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When you think about how astronauts train for weightless environments you often think that space agencies like NASA or the Russian space agency have anti-gravity machines. The reality is that there is no special chamber they have on site that they turn on. Instead they have a series of different methods they use to help astronauts get a feel for weightlessness. One is a type of mine shaft elevator. Another way is to have astronauts train underwater. The most famous is the “vomit comet.”
The vomit comet is a plane used to simulate microgravity conditions. It does this by flying in parabolic flight paths. This is basically a series of very steep ascents and descents. This flight pattern makes it possible for astronauts and other passengers to briefly feel weightless. To make the process last longer the parabolic flight path is repeated several times.
The original vomit comets were two Stratforce KC-135A military planes. The planes were used to train astronauts from the 1950s until they were retired in 2004.These planes also have a claim to fame since they were used to film the weightless scenes for the movie Apollo 13. Several TV personalities have also tried it out to experience the feeling of weightlessness. Other space agencies such as the ESA and Russian space agency now have their own vomit comets. In general these are all military airplanes that have large cargo areas. This allows enough room for passengers to feel the effects of free-fall.
So what makes weightlessness in a vomit comet work? The main reason is free-fall. Free-fall is another name for a zero gravity or more accurately, microgravity environment. Free-fall is when an object falls solely under the influence of gravity. When applied to a person in a plane or elevator we see how weightlessness occurs. It is simply that both the person and the container they are in are falling at the exact same speed.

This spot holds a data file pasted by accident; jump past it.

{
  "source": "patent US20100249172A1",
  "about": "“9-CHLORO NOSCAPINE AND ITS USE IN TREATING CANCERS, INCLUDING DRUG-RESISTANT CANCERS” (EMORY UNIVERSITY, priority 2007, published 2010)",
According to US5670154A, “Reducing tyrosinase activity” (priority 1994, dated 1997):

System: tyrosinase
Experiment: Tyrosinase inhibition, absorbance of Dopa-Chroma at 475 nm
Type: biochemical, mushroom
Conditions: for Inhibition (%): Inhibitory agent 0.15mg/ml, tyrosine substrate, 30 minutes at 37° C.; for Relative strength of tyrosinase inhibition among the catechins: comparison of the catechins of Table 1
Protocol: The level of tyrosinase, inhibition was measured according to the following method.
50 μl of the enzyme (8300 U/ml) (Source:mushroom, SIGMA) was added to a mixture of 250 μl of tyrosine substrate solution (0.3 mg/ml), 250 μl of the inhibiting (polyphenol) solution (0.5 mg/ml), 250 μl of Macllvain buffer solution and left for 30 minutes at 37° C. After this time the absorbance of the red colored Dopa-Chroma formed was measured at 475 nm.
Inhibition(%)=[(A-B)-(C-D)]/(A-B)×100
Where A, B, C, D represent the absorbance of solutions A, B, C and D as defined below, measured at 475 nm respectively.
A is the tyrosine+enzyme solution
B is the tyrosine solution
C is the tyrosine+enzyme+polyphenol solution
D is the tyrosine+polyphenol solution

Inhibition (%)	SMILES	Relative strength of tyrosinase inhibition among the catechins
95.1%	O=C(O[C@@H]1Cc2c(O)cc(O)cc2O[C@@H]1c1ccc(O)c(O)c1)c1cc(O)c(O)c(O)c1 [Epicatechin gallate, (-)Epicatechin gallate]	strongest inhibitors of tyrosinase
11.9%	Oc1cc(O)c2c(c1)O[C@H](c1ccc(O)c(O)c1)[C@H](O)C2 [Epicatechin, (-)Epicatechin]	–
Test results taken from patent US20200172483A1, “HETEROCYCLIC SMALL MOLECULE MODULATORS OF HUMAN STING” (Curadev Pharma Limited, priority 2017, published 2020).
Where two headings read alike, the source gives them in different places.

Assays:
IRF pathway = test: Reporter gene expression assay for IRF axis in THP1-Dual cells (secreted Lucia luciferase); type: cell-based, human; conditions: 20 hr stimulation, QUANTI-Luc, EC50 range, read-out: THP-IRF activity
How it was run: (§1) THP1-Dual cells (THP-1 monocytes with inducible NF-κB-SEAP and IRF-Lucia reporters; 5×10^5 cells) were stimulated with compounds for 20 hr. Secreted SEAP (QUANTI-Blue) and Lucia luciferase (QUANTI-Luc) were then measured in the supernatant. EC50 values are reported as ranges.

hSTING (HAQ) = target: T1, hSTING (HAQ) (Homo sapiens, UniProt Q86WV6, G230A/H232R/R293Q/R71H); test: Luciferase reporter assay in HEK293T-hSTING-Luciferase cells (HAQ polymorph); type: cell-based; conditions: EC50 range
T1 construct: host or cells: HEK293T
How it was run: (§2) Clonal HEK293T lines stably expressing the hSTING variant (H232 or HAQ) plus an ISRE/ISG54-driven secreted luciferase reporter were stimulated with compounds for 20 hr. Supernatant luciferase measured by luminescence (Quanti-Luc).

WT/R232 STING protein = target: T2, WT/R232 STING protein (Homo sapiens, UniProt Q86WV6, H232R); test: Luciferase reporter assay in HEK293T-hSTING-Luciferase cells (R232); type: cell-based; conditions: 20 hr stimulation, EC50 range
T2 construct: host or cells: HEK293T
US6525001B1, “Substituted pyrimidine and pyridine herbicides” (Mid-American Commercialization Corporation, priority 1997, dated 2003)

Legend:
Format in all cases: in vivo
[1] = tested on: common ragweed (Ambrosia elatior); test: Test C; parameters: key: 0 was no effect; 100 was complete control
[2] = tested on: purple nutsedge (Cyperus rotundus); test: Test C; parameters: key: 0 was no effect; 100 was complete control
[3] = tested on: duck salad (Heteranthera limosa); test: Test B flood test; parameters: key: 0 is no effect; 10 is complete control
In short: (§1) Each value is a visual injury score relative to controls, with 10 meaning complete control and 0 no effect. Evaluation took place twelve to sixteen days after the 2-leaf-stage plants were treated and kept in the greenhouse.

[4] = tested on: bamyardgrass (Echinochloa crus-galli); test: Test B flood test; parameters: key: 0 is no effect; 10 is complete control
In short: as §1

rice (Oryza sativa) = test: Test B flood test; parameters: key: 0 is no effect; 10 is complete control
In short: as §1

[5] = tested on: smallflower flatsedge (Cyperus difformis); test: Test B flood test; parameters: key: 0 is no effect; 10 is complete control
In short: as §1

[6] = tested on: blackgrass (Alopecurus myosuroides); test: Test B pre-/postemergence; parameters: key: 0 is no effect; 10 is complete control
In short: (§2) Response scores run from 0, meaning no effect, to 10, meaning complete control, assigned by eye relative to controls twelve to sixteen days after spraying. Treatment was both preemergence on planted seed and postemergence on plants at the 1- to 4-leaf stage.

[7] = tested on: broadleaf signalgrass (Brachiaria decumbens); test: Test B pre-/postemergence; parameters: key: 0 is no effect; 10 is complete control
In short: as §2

Planes like the vomit comet are important in the bid to help astronauts get ready from space. They provide the condition of free-fall that best mirrors the conditions astronauts experience in space. The interesting question is what new methods will be used in the future to better simulate microgravity. For now the idea of a space age gravity machine is out of the question but as technology for space travel advances so will the technology that helps train astronauts for the conditions in space.
We have written many articles about the Vomit Comet for Universe Today. Here’s an article about weightlessness, and here’s an article about zero gravity flight.
We’ve recorded an episode of Astronomy Cast all about the space shuttle. Listen here, Episode 127: The US Space Shuttle.